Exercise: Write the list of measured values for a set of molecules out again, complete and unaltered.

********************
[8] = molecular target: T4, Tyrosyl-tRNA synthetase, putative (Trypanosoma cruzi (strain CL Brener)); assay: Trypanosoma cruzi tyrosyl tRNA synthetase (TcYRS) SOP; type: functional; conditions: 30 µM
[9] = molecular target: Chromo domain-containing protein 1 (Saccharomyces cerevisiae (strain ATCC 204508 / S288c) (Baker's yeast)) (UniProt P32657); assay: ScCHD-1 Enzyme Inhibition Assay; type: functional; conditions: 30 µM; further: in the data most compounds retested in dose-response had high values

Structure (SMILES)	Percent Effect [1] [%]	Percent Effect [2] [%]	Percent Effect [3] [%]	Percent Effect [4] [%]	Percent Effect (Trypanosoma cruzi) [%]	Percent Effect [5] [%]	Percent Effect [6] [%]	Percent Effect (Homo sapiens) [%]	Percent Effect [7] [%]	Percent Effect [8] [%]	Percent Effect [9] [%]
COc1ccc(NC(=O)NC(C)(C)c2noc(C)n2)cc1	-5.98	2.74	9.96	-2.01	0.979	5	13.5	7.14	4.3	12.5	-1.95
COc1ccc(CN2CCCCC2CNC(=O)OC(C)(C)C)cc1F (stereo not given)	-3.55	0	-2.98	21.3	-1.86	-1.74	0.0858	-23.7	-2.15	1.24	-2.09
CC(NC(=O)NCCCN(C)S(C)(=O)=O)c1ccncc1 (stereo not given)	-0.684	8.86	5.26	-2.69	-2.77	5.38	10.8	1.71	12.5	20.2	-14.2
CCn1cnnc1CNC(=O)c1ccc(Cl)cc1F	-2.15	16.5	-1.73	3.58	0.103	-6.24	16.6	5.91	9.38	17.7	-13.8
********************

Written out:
[8] = molecular target: T4, Tyrosyl-tRNA synthetase, putative (Trypanosoma cruzi (strain CL Brener)); assay: Trypanosoma cruzi tyrosyl tRNA synthetase (TcYRS) SOP; type: functional; conditions: 30 µM
[9] = molecular target: Chromo domain-containing protein 1 (Saccharomyces cerevisiae (strain ATCC 204508 / S288c) (Baker's yeast)) (UniProt P32657); assay: ScCHD-1 Enzyme Inhibition Assay; type: functional; conditions: 30 µM; further: in the data most compounds retested in dose-response had high values

Structure (SMILES)	Percent Effect [1] [%]	Percent Effect [2] [%]	Percent Effect [3] [%]	Percent Effect [4] [%]	Percent Effect (Trypanosoma cruzi) [%]	Percent Effect [5] [%]	Percent Effect [6] [%]	Percent Effect (Homo sapiens) [%]	Percent Effect [7] [%]	Percent Effect [8] [%]	Percent Effect [9] [%]
COc1ccc(NC(=O)NC(C)(C)c2noc(C)n2)cc1	-5.98	2.74	9.96	-2.01	0.979	5	13.5	7.14	4.3	12.5	-1.95
COc1ccc(CN2CCCCC2CNC(=O)OC(C)(C)C)cc1F (stereo not given)	-3.55	0	-2.98	21.3	-1.86	-1.74	0.0858	-23.7	-2.15	1.24	-2.09
CC(NC(=O)NCCCN(C)S(C)(=O)=O)c1ccncc1 (stereo not given)	-0.684	8.86	5.26	-2.69	-2.77	5.38	10.8	1.71	12.5	20.2	-14.2
CCn1cnnc1CNC(=O)c1ccc(Cl)cc1F	-2.15	16.5	-1.73	3.58	0.103	-6.24	16.6	5.91	9.38	17.7	-13.8